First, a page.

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The International Trade Union Confederation estimates 1,200 workers have died building World Cup venues so far, and predicts the number will top 5,000 by 2022. By comparison, 10 people died on construction sites for Brazil's 2014 World Cup and two died building facilities for South Africa's 2010 World Cup.

There are other reasons that make Qatar a less than salubrious place for the event. The country does not have a free press. Engaging in gay sex can lead to prison terms, and drinking alcohol in public is also illegal.

During Qatar's bid, Blatter said he believed its claim that it could build nine massive, fully air-conditioned stadiums (the experts were skeptical; the experts were right) and insisted he wouldn't try to move the tournament to the winter (which he is now trying to do.) That effort is enormously disruptive to powerful European clubs like Barcelona in Spain and Chelsea in the UK.

Qatar made so little sense at the time it won that the only rational explanation was backhanders to the exco. On top of everything else, Qatar – whose population of 2 million includes only 300,000 Qatari citizens – has never qualified for a World Cup.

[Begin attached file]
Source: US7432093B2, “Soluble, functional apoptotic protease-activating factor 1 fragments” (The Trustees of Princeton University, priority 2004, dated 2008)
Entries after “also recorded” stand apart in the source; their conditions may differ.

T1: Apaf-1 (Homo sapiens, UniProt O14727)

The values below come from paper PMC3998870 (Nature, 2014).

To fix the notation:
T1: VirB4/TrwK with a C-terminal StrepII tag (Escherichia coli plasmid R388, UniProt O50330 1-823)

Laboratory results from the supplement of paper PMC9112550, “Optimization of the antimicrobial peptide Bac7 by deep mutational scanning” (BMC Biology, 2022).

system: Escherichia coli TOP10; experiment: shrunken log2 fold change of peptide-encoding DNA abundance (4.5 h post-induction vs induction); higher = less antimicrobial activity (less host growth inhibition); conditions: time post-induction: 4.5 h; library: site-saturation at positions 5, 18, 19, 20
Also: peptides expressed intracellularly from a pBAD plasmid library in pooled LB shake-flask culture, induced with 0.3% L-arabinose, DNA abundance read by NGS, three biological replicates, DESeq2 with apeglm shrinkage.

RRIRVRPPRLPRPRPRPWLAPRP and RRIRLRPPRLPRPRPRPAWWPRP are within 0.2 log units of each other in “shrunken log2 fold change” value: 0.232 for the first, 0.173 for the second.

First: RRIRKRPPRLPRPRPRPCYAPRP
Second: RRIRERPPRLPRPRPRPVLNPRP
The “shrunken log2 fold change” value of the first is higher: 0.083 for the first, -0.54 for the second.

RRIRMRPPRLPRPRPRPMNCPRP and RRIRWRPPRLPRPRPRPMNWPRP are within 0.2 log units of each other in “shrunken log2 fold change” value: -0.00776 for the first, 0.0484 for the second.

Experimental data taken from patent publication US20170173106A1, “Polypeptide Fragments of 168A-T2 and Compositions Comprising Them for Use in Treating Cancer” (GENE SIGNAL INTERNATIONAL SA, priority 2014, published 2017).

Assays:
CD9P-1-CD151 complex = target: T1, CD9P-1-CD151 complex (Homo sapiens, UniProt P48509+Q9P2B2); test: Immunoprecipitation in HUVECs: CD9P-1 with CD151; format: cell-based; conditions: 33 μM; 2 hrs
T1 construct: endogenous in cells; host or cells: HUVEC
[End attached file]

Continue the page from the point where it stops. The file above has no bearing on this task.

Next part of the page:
None of this deterred Blatter and his fellow FIFA chieftains. Why? 

One suspected reason is the interventions of Qatari tycoon Mohamed bin Hammam, a member of the exco when the World Cup was awarded. He was later found to have spent $5 million buying votes for the World Cup. Though he was kicked out of FIFA, officials within the organization have insisted that the bribery he was engaged in had nothing to do with the World Cup. They say his money was all about rigging a different internal vote at FIFA and so was not relevant.

Potential backlash